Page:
When deploying Kubernetes in cloud environments, it’s essential to bridge Cloud Platform APIs and the Kubernetes cluster. This can be done using the cloud controller manager, which allows the core Kubernetes components to work independently and enables cloud providers to integrate with Kubernetes using plugins.
If you are working with AWS, Cloud Controller Manager will be helpful. It acts as an intermediary between the Kubernetes control plane and AWS APIs. It offers additional functionality and integration with AWS services, such as EC2 instances, elastic load balancers (ELBs), and Elastic Block Store (EBS) volumes.
Worker nodes are critical components in the Kubernetes architecture as they help run containerized applications.
Kubernetes worker node components
Worker nodes are the primary execution units in a Kubernetes cluster where real workloads run. Each worker node can host multiple pods, each of which will have one or more containers running inside it. Each worker node contains three components responsible for scheduling and managing these pods:
A kubelet is an essential component that runs on every node in a Kubernetes cluster. It acts as the agent responsible for registering worker nodes with the API server and primarily for working with podspecs from the API server.
Creates, modifies, and deletes containers for a kubelet pod. Additionally, it handles liveness, readiness, and startup checks. It also scales volumes by reading the pod configuration and creating corresponding directories that report node pod status through calls to the API server.
kube-proxy communicates with the API server to obtain details about services and their associated pod IPs and ports. It monitors service changes and endpoints and then uses a variety of methods to create or update rules to route traffic to the pods behind the service.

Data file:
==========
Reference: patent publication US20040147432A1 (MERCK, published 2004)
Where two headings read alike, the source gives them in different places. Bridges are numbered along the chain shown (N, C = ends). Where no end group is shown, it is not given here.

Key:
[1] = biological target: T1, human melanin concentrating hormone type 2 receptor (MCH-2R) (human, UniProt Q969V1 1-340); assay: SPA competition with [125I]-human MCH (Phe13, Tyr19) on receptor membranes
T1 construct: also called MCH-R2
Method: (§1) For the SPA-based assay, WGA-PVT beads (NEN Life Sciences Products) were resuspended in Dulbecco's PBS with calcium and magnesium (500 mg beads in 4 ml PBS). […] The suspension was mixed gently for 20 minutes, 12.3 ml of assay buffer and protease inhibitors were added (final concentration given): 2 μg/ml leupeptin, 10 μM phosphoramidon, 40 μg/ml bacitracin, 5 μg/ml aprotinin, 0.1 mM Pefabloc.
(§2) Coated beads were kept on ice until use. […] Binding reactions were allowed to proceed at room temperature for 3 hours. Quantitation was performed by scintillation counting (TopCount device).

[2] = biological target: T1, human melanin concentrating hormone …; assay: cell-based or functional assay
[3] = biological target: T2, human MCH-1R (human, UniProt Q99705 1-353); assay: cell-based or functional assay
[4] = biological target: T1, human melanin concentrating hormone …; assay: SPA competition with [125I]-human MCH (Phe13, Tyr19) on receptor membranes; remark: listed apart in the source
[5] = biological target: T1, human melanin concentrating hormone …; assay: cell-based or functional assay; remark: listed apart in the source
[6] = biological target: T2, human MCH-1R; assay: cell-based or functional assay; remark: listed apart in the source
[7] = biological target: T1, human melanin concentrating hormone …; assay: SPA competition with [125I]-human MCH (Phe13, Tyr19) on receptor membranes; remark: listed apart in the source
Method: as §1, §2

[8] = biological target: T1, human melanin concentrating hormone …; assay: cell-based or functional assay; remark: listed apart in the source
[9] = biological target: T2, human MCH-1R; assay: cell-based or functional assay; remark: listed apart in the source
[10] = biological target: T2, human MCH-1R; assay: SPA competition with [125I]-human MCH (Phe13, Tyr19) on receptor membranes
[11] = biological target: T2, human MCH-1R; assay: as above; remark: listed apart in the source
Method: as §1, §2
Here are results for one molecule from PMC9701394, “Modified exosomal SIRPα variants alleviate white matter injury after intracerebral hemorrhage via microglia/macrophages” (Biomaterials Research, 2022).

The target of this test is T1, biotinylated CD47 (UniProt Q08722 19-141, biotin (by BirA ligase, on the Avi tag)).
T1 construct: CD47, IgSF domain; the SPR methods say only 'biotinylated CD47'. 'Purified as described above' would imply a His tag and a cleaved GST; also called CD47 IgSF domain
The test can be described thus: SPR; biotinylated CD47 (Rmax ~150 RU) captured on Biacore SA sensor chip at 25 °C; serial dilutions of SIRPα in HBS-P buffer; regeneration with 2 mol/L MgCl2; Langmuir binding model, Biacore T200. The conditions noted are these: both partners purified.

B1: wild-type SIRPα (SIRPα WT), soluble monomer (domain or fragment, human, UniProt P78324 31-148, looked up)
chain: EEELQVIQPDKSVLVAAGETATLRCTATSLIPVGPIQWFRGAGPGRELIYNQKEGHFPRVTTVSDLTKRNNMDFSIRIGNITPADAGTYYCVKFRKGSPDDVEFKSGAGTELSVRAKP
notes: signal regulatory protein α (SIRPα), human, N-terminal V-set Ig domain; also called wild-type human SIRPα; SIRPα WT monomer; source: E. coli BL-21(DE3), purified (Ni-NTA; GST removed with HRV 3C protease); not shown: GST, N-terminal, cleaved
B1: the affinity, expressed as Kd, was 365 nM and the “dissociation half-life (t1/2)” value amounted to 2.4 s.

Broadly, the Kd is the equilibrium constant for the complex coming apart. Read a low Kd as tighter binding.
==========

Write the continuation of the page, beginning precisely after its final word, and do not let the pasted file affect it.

Modes include IPTables, IPVS, Userspace, and Kernelspace. When using IPTables mode, kube-proxy handles traffic with IPtable rules and randomly selects backend pods for load balancing.
Just as Java Runtime (JRE) is required to run Java programs, Container Runtime is required to run containers. The container runtime is responsible for various tasks, such as pulling images from container registries, allocating and separating resources for containers, and managing the entire lifecycle of containers on a host.
Kubernetes interacts with the container runtime through the Container Runtime Interface (CRI), which defines APIs for creating, starting, stopping, and deleting containers, and managing images and the container network.
The Open Container Initiative (OCI) is a set of standards for container formats and run times. Kubernetes supports multiple container runtimes compatible with CRI, such as CRI-O, Docker Engine, and Containers.
The Kubelet agent communicates with the container runtime using the CRI API to manage the container’s lifecycle and provides all container information to the control plane.
Kubernetes Cluster Addon Components
To guarantee the full functionality of your Kubernetes cluster, complementary add-on components must be included with the primary components. The choice of add-on components largely depends on your project requirements and use cases.
Some popular addon components you will need on a cluster include the CNI plugin for networking, CoreDNS for DNS servers, Metrics Server for resource metrics, and the Web UI for managing objects via the Web UI.
By enabling this add-on, you can greatly improve the efficiency and performance of your Kubernetes cluster.
The Container Networking Interface (CNI) is a way to create network connections for containers, and it works with many different orchestration tools, not just Kubernetes. Organizations have different needs when it comes to container networking, such as security and isolation.
Many types of companies have created solutions for these needs using CNI. These solutions are called CNI plugins and you can choose one according to your needs.
This is how things work when using CNI plugins with Kubernetes: Each pod (a container or group of containers) gets a unique IP address. Then, the CNI plugin connects the pods together, no matter where they are located. This means that pods can communicate with each other, even if they are on different nodes.
Many different CNI plugins exist, including popular ones like Calico, Flannel, and Weave Net. It is important to select the right one for your specific needs. Container networking is a big responsibility, but CNI plugins make it easy to manage.
Tag – Kubernetes Architecture and core Components
Kubernetes Architecture and core Components